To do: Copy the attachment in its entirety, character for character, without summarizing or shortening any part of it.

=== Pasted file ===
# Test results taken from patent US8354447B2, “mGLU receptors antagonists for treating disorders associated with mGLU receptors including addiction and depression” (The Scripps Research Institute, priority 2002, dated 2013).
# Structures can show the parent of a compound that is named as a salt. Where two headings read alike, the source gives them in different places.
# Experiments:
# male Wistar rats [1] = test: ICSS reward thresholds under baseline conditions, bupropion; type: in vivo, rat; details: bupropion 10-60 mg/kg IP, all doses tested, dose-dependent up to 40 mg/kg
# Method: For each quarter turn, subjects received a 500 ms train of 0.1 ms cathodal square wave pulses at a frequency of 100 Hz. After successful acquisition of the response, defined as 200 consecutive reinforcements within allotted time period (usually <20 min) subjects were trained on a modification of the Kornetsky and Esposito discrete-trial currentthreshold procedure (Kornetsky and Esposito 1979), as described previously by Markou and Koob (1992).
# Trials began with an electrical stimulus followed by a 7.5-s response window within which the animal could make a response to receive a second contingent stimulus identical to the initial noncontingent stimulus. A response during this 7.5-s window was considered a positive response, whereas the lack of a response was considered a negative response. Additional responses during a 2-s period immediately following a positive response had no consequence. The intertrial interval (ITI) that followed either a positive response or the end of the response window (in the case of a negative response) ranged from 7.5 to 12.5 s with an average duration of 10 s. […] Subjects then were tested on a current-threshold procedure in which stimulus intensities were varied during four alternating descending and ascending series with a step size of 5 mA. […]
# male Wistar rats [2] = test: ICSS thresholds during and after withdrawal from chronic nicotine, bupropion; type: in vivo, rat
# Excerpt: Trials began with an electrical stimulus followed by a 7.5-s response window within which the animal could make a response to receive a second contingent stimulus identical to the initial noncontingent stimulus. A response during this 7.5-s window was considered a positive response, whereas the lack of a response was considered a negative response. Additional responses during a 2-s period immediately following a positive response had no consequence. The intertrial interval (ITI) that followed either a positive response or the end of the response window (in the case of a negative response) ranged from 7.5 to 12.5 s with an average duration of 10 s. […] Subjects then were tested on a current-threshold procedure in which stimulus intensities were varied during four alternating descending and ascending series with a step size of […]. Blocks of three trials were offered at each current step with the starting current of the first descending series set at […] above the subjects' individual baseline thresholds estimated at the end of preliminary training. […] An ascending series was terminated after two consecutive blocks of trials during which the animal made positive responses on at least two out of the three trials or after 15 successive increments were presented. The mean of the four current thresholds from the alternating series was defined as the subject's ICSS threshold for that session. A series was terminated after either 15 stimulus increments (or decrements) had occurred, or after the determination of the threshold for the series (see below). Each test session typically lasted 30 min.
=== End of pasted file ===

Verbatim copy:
# Test results taken from patent US8354447B2, “mGLU receptors antagonists for treating disorders associated with mGLU receptors including addiction and depression” (The Scripps Research Institute, priority 2002, dated 2013).
# Structures can show the parent of a compound that is named as a salt. Where two headings read alike, the source gives them in different places.
# Experiments:
# male Wistar rats [1] = test: ICSS reward thresholds under baseline conditions, bupropion; type: in vivo, rat; details: bupropion 10-60 mg/kg IP, all doses tested, dose-dependent up to 40 mg/kg
# Method: For each quarter turn, subjects received a 500 ms train of 0.1 ms cathodal square wave pulses at a frequency of 100 Hz. After successful acquisition of the response, defined as 200 consecutive reinforcements within allotted time period (usually <20 min) subjects were trained on a modification of the Kornetsky and Esposito discrete-trial currentthreshold procedure (Kornetsky and Esposito 1979), as described previously by Markou and Koob (1992).
# Trials began with an electrical stimulus followed by a 7.5-s response window within which the animal could make a response to receive a second contingent stimulus identical to the initial noncontingent stimulus. A response during this 7.5-s window was considered a positive response, whereas the lack of a response was considered a negative response. Additional responses during a 2-s period immediately following a positive response had no consequence. The intertrial interval (ITI) that followed either a positive response or the end of the response window (in the case of a negative response) ranged from 7.5 to 12.5 s with an average duration of 10 s. […] Subjects then were tested on a current-threshold procedure in which stimulus intensities were varied during four alternating descending and ascending series with a step size of 5 mA. […]
# male Wistar rats [2] = test: ICSS thresholds during and after withdrawal from chronic nicotine, bupropion; type: in vivo, rat
# Excerpt: Trials began with an electrical stimulus followed by a 7.5-s response window within which the animal could make a response to receive a second contingent stimulus identical to the initial noncontingent stimulus. A response during this 7.5-s window was considered a positive response, whereas the lack of a response was considered a negative response. Additional responses during a 2-s period immediately following a positive response had no consequence. The intertrial interval (ITI) that followed either a positive response or the end of the response window (in the case of a negative response) ranged from 7.5 to 12.5 s with an average duration of 10 s. […] Subjects then were tested on a current-threshold procedure in which stimulus intensities were varied during four alternating descending and ascending series with a step size of […]. Blocks of three trials were offered at each current step with the starting current of the first descending series set at […] above the subjects' individual baseline thresholds estimated at the end of preliminary training. […] An ascending series was terminated after two consecutive blocks of trials during which the animal made positive responses on at least two out of the three trials or after 15 successive increments were presented. The mean of the four current thresholds from the alternating series was defined as the subject's ICSS threshold for that session. A series was terminated after either 15 stimulus increments (or decrements) had occurred, or after the determination of the threshold for the series (see below). Each test session typically lasted 30 min.